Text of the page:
The Best of Summer in Boston

DSCF1466There are so many things I love about living in Boston. It’s a big city, but it really never feels like one–its small neighborhoods and walkability keeps it from feeling oppressively large like New York. It’s beautiful; buildings aren’t just thrown together haphazardly, but, especially in Back Bay, they retain a great deal of elegance. Depending on where you are, you can get a taste of brownstones, tall buildings, or green space, so that you feel like there are multiple cities within the city to explore. You don’t feel deprived of nature; a walk along the Commonwealth Avenue Mall, through the Public Gardens, or along the Esplanade will satisfy any craving you might have for the outdoors. One of the best things about being at NECO is that we live in such an amazing city, but I’ve found in the past few months that some of the best parts of Boston are best experienced in the summer.

A few weeks ago, I was able to see my first Red Sox game at Fenway; actually, it was my first ever MLB game. I’m from Buffalo, and I never knew I could be so interested in watching a baseball game–compared to how fast-paced hockey is, it didn’t seem like watching a baseball game could be anywhere near as exciting. But I enjoyed watching baseball so much more when I was actually there, because I felt so close to the action. What I really enjoyed about the game, however, was the feeling of tradition that is inherent in Fenway–being able to sit in the famous Green Monster, singing “Sweet Caroline” in the middle of the eighth inning, hearing the vendors call out what foods they were selling.

I’d also been looking forward to seeing fireworks for the Fourth of July from the Esplanade this year, but I almost wasn’t able to see them at all. After wandering the Esplanade prior to the start of the fireworks, I heard an announcement that people were urged to evacuate the Esplanade due to an incoming thunderstorm and that the fireworks would be delayed. We could see the lightning across the river, and it combined with faraway fireworks to create an incredibly beautiful display. After watching the lightning for awhile, however, my friends and I decided to take shelter somewhere while we waited to see how long the fireworks were delayed. Luckily, we started back toward the Esplanade early to try and find a good spot, and found the the fireworks were starting just as it started to pour. I ended up watching the fireworks on the Mass Ave bridge, getting completely soaked, but it was worth it–the fireworks were the best I’d ever seen.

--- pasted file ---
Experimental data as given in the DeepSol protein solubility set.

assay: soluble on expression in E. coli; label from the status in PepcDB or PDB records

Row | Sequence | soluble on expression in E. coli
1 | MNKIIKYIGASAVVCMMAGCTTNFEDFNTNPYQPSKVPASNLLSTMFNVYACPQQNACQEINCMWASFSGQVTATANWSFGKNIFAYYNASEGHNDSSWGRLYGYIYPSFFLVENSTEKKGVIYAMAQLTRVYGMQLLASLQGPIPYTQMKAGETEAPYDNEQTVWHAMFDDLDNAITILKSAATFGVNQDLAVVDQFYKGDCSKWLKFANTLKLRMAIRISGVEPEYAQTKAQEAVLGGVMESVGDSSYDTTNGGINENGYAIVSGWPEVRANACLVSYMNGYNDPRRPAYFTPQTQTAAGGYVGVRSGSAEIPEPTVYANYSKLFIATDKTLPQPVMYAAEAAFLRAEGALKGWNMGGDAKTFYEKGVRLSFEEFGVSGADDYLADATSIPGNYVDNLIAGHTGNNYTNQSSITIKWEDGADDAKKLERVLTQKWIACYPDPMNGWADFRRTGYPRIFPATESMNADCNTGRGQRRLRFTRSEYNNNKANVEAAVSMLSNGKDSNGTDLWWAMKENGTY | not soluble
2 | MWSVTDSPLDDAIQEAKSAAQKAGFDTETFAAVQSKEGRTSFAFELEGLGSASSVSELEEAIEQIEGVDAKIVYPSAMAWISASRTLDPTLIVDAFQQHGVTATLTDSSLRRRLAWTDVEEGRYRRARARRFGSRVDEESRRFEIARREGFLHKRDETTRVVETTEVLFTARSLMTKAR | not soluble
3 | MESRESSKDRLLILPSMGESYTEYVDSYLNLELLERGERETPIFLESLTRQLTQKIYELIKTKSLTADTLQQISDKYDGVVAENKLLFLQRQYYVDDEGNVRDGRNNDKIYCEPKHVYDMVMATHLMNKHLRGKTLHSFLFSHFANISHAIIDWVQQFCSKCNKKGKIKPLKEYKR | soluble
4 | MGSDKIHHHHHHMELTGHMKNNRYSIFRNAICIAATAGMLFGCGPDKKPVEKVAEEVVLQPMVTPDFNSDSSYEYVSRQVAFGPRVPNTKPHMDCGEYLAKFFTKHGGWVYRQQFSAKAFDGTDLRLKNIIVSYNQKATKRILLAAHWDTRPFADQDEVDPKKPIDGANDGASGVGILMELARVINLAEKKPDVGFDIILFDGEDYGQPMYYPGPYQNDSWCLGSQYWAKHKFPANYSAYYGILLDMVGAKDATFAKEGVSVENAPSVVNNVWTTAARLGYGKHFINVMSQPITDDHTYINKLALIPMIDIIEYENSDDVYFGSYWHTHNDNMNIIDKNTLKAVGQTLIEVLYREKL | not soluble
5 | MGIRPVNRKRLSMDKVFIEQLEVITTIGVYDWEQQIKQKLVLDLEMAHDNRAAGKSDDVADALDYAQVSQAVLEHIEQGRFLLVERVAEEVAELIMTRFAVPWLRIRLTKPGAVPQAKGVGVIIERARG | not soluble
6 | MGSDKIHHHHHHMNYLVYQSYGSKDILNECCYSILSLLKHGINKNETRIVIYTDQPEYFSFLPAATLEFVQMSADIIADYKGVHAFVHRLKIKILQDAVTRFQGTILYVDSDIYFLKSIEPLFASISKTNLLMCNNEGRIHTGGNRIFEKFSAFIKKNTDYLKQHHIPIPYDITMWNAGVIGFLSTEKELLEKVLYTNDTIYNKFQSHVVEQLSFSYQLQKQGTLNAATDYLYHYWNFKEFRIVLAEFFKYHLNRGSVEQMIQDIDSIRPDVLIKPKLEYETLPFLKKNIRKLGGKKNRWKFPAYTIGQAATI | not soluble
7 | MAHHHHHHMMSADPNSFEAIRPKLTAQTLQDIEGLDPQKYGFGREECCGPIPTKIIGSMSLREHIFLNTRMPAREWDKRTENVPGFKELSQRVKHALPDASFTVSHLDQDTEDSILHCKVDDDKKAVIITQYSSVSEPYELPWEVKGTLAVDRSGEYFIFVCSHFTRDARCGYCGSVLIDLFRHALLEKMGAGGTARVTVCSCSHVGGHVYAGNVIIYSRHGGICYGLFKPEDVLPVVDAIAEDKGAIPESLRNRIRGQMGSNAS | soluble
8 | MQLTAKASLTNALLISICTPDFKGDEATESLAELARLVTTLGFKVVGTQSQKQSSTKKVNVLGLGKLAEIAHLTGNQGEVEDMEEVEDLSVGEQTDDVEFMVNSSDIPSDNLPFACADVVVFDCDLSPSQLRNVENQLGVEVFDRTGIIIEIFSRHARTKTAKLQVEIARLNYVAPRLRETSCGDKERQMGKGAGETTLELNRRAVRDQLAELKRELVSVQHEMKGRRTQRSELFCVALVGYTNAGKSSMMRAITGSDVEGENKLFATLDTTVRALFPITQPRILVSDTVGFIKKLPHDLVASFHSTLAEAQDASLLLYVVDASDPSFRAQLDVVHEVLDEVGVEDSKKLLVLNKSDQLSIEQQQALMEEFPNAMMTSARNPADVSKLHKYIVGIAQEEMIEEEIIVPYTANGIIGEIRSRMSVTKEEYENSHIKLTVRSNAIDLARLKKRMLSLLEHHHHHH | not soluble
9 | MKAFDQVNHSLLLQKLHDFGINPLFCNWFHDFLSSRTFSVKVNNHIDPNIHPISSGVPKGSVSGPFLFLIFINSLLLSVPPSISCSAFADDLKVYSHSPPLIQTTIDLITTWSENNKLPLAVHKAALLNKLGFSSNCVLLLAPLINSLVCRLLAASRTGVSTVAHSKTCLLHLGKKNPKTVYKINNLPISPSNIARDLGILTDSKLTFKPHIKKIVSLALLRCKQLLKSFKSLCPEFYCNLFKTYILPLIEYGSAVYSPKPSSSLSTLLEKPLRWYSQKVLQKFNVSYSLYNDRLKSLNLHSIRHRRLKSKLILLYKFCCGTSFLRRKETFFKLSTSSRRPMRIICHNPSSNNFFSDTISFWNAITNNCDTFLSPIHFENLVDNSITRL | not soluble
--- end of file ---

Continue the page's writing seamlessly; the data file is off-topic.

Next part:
I was also able to try something this summer that I’d been looking forward to for awhile–kayaking on the Charles River. I love kayaking, and the views of Boston and Cambridge that you get from the river are really spectacular. I love that in the summer, you can spend a day in Boston kayaking and walking the Esplanade, or walking from Back Bay to Faneuil Hall and the North End, and enjoy going somewhere just as much as actually being there. But what’s really special about Boston is that even after experiencing so much of what the city has to offer, you realize that there are so many things you still haven’t done. I still really want to find a nearby beach, and to see a Shakespeare play on the Boston Common.

Until next time, when I’ll talk about what I’ve been doing in my summer jobs!


Vision Screenings at the Special Olympics

During these past few weeks, I have mainly been working and attempting to coordinate and pack for my move into a new apartment. I’ve also had opportunities to explore more of Boston and experience a few crucial aspects of summer here. However, I’m going to wait to fill you in on all of these things until my next post.